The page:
This is a guest post by Marcus Hammarberg, author of Salvation: The Bungsu Story, How Lean and Kanban saved a small hospital in Indonesia. Twice. And can help you reshape work in your company. (available on Amazon)
This is the second post on a series by Marcus Hammarberg about how metrics can help engage, motivate and ultimately push a team towards success!
When we first started to work with the Bungsu hospital they were in a devasting situation.
Fast forward 1,5 years and you would see a hospital that was making money every day.
In the end, we turned the hospital from a situation where only the director and her closest staff cared, to a situation where 100 people in the hospital were actively engaged in everyday improvements.
How is this possible? What kind of magic was applied?
Keeping engagment when the bad news hit – Becoming a team!
Sometimes teams enter the “reporting” anti-pattern. Teams exhibiting this anti-pattern are focused on just describing what they have done, but spend little time discussing the value or the reasons why that work is important. In the end, the daily meeting is the engine of collaboration, and as Scrum Masters we need to focus on collaboration more than status reporting. In this episode we discuss how we can help teams move from reporting to collaboration.
Featured Book of the Week: Scrum Product Ownership by Robert Galen
Scrum Product Ownership by Robert Galen is a book with practical advice, real-world tactics, and stories to help understand and shape the Product Owner role. The book is full of ideas that focus on helping the Team and the PO deliver on the promise of Scrum.
About Varun Maheshwari
Varun is a Scrum Master and agile practitioner in Australia. He believes in “being agile” rather than “doing agile”. For him, Agile frameworks are not the goal, but rather “Delighting customers, Zero Defects, Quick ROI, Better team work, Excellent Quality & Shortest ‘Time to Market’” are some of the possible goals.
In Coaching Agile Teams, Elena found a good reminder of how Scrum Masters and team members should be aware of how they relate to each other and how that can have a huge impact on the team’s performance.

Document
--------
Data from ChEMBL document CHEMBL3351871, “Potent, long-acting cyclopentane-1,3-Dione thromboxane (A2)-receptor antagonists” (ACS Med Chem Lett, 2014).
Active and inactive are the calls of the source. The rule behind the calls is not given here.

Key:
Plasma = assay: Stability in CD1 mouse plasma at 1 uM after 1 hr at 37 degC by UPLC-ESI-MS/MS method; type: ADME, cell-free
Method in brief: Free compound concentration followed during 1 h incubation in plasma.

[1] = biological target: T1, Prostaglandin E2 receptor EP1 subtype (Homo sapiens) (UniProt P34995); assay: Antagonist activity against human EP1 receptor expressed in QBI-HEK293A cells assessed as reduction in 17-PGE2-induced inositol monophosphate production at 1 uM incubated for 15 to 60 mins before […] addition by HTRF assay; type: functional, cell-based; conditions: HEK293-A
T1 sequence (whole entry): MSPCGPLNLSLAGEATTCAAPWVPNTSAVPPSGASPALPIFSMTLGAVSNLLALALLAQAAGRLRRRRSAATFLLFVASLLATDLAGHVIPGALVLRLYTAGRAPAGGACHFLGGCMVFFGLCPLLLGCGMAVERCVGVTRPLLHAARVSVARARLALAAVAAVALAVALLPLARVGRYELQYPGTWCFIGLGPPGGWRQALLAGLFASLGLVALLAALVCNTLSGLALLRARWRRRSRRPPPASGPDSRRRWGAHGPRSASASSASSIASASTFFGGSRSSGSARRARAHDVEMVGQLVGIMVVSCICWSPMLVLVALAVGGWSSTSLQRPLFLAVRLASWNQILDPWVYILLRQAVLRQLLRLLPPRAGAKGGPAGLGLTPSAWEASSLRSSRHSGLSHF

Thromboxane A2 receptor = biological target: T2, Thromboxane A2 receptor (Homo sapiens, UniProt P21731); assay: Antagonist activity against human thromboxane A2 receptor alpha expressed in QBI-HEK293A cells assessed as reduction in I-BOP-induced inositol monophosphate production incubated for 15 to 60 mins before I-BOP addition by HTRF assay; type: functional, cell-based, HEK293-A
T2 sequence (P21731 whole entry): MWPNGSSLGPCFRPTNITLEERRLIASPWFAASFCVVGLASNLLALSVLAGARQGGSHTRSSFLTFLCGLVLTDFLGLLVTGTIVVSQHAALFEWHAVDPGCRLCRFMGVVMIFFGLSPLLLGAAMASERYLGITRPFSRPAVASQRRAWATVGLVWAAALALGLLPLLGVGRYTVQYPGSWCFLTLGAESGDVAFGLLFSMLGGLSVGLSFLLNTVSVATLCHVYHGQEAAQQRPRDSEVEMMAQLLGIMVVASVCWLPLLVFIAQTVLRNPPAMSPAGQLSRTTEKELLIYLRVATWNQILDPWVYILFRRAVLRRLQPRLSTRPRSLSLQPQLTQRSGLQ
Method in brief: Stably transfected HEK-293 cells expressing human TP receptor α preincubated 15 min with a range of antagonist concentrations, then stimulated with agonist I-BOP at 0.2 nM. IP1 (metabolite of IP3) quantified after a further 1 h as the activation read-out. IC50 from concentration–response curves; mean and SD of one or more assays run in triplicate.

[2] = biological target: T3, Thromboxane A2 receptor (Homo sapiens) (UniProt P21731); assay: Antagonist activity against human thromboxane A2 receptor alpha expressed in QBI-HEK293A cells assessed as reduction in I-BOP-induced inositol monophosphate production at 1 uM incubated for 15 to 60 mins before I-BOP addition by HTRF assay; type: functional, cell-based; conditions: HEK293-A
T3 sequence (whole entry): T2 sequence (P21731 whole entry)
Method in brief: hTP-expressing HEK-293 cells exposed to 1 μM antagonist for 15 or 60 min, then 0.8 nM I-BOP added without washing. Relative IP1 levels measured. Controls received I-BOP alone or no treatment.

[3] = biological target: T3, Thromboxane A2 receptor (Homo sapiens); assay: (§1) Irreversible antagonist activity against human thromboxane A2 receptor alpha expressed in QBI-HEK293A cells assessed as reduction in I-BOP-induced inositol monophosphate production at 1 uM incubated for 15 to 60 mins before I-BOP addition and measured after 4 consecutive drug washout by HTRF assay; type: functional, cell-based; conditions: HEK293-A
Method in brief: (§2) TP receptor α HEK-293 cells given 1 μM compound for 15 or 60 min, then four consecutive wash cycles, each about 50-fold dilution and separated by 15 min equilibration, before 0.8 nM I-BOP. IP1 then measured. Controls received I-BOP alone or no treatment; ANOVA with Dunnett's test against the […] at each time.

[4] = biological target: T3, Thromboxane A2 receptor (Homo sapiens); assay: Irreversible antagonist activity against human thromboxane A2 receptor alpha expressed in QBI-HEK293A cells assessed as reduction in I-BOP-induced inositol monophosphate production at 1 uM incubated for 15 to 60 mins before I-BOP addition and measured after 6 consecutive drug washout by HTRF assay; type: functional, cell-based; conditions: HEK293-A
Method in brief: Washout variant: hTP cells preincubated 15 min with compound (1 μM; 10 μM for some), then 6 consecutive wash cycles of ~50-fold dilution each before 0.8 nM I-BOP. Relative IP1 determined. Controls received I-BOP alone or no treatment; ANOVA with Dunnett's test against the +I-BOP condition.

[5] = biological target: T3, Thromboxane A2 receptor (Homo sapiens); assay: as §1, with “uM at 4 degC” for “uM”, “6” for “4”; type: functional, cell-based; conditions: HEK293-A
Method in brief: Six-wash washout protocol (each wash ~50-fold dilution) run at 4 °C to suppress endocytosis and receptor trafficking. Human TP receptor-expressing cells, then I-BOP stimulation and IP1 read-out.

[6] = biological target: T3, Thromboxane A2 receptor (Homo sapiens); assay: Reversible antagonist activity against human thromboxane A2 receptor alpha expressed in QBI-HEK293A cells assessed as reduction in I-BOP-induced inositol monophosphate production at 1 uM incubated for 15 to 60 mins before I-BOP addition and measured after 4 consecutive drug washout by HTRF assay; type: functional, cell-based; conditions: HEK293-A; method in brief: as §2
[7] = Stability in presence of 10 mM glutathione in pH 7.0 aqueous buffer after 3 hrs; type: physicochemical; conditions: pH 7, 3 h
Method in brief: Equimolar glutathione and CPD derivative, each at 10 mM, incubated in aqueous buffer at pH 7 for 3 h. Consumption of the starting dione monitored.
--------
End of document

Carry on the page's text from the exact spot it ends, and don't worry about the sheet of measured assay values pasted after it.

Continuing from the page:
About Elena Astilleros
Elena coaches people who hate wasting their time with badly run agile ceremonies, meetings or projects. She gives them tools to get more out of their time while sprinkling in a little enthusiasm and cheerleading. You can find some of her tools in the forthcoming book Invisible Leader.
Sometimes, Scrum teams are not facing any challenges. They might even be “good” at what they are doing. When that happens, it is a sign that Scrum Masters must pay extra attention to the team dynamics and the relationship with their stakeholders. Is the team really that good, or is it so that they are just getting comfortable with the status quo and not willing to improve anymore?
Featured Book of the Week: Agile Software Development by Schwaber and Beedle
The “black book of Scrum”, Agile Software Development by Schwaber and Beedle was the first book published on Scrum and it helped Eduardo understand Scrum and why it was created. It also helps Scrum Masters prepare their arguments for the adoption of Scrum when that is necessary.
About Eduardo Ribeiro
Eddy is passionate about helping people, teams, and organizations foster a culture of continuous improvement where experimentation and embracing change becomes part of their DNA.
He’s also the author of the Beyond Lean Agile Blog, a Co-Founder of the Lean Coffee Portugal Community, Founder of Agile Online Community and Co-Founder & Director of Startup Grind Porto.
As Scrum Masters, sometimes we work with teams that are at the start of their learning journey with Scrum. These teams might even be motivated, and committed teams. But there are many aspects of Scrum that can only be learned with experience. In this episode, we talk about the possible problems we face when working with “new” teams, and how we can help them survive their first Scrum implementation.
Featured Book of the Week: Scrum Mastery by Geoff Watts
In Scrum Mastery by Geoff Watts, Nedeljko found a great list of examples on what differentiates good from great Scrum Masters. He found also many patterns that helped him solve the problems he was facing in his Scrum Master role.
Nedeljko is a Scrum Master and a full-stack developer who has been in the IT industry for the better part of the decade. He spent the last 5 years actively working as a Scrum Master with many diverse teams and projects who has helped him understand his role better. One of the core developers of the first VivifyScrum release, he has participated in its development product-wise ever since.
Even when teams are motivated, and progressing at a rapid pace, there’s an ingredient that, if missing, can derail the whole project. That ingredient is feedback from customers and users. In this episode, we talk about what happens when feedback is missing and how Scrum Masters can help their teams focus on collecting and reacting to feedback.
Featured book of the Week: Scrum, the art of doing twice the work in half the time
In this segment of the episode, we also refer to Edx.Org, a website that focuses on education and includes Agile training as well.
About Henrique Centieiro
Henrique is a Blockchain Product Manager (i.e. dealing with the blockchain related features/user stories of the product). He is passionate about teams and agile, using scrum to manage even his personal tasks.
Ajeet is an IT professional with 17 years of delivery experience in application development, system integration and software testing. He’s served as a ScrumMaster for over 3.5 years for the clients of USA, UK and Australian geographies.